Aqueous cigarette smoke extract induces a voltage-dependent inhibition of CFTR expressed in Xenopus oocytes

A. R. Moran, Y. Norimatsu, D. C. Dawson, K. D. MacDonald

Research output: Contribution to journalArticle

13 Scopus citations

Abstract

The cystic fibrosis transmembrane conductance regulator (CFTR) chloride channel inhabits the apical membrane of airway epithelia, where its function is essential for mucus hydration, mucociliary clearance, and airway defense. Chronic obstructive pulmonary disease (COPD), most often a consequence of cigarette smoke (CS) exposure, affects 15 million persons in the US. Clinically, COPD is characterized by many of the salient features of cystic fibrosis lung disease, where CFTR is either absent or reduced in function. CS is an acidic aerosol (pH 5.3 to 6.3) reported to contain over 4,000 constituents. Acute CS exposure has been reported to decrease airway transepithelial voltage in vivo and short-circuit current in vitro; however, the mechanistic basis of these effects is uncertain. The goal of the studies described here was to develop a bioassay to characterize the effects of aqueous CS preparations on the channel function of CFTR. We studied aqueous CS extract (CSE) prepared in our laboratory, as well as commercial cigarette smoke condensate (CSC) in Xenopus oocytes expressing human CFTR. Application of CSE at pH 5.3 produced a reversible, voltage-dependent inhibition of CFTR conductance. CSE neutralized to pH 7.3 produced less inhibition of CFTR conductance. Serial dilution of CSE revealed a dose-dependent effect at acidic and neutral pH. In contrast, CSC did not inhibit CFTR conductance in oocytes. We conclude that one or more components of CSE inhibits CFTR in a manner similar to diphenylamine-2-carboxylate, a negatively charged, open-channel blocker.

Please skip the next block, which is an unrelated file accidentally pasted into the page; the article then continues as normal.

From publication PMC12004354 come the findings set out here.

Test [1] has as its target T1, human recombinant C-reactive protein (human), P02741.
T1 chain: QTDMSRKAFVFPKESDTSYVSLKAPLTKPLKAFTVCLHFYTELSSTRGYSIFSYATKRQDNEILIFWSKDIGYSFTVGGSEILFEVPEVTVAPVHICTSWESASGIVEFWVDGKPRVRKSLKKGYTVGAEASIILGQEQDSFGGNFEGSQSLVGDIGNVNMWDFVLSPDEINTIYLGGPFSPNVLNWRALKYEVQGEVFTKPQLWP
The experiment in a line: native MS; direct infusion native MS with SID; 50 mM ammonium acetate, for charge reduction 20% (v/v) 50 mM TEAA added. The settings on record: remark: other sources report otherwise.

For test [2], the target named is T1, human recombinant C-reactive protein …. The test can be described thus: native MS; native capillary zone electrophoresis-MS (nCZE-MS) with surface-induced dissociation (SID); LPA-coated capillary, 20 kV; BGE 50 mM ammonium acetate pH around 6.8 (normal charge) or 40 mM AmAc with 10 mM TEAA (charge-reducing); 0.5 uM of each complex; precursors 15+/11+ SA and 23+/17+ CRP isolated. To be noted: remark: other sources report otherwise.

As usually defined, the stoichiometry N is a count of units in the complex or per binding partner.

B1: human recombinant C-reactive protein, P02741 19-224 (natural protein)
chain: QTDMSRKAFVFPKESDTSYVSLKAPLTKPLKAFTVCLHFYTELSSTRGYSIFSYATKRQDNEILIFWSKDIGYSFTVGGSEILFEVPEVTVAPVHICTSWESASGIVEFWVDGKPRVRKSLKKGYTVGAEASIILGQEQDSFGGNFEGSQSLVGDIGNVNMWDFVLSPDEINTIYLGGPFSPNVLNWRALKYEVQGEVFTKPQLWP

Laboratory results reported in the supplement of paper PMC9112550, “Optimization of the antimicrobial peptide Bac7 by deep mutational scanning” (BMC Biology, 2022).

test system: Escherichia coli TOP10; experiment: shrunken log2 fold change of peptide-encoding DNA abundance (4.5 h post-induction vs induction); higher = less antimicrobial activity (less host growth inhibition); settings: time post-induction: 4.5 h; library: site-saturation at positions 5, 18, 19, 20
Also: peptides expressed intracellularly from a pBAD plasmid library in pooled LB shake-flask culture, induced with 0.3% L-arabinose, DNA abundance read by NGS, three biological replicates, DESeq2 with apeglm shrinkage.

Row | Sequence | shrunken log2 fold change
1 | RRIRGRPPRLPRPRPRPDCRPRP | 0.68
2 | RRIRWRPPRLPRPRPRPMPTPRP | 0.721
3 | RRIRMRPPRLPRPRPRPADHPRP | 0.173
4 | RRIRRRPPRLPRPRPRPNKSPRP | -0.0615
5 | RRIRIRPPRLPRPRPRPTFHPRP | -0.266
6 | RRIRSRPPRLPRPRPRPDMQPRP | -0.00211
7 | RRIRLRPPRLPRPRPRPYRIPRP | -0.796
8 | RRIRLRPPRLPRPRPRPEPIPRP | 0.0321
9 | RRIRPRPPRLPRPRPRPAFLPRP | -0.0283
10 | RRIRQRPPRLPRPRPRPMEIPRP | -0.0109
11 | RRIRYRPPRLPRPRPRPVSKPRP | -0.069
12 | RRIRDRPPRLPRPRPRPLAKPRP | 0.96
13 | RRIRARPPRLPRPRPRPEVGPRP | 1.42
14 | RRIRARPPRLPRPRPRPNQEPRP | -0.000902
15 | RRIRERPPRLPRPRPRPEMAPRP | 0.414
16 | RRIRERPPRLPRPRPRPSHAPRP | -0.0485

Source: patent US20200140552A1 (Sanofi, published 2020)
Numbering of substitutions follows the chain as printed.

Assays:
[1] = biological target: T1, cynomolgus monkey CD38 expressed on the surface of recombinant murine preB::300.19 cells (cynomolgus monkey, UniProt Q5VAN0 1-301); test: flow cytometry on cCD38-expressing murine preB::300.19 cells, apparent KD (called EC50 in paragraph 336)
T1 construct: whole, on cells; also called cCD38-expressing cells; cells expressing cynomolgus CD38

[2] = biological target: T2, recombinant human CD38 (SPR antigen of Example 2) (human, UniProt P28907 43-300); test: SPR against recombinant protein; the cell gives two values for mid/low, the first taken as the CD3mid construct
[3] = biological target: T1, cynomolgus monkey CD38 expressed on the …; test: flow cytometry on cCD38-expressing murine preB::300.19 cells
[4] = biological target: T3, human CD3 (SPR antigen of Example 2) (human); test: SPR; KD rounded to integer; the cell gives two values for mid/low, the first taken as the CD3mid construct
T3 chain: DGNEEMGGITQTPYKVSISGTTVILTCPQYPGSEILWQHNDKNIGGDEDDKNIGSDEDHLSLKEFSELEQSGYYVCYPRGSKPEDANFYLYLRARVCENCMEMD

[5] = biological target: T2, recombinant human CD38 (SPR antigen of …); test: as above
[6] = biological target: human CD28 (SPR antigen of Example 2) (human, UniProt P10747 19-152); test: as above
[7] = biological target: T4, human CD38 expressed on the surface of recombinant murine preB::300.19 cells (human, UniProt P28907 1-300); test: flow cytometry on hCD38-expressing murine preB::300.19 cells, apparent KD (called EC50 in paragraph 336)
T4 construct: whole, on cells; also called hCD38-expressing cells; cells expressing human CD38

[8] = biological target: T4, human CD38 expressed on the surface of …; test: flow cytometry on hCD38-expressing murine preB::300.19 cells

Original languageEnglish (US)
Pages (from-to)L284-L291
JournalAmerican Journal of Physiology - Lung Cellular and Molecular Physiology
Volume306
Issue number3
DOIs
StatePublished - Feb 1 2014

Keywords

  • CFTR
  • CIC-2
  • Cigarette smoke
  • pH

ASJC Scopus subject areas

  • Physiology
  • Pulmonary and Respiratory Medicine
  • Physiology (medical)
  • Cell Biology

Fingerprint Dive into the research topics of 'Aqueous cigarette smoke extract induces a voltage-dependent inhibition of CFTR expressed in Xenopus oocytes'. Together they form a unique fingerprint.

  • Cite this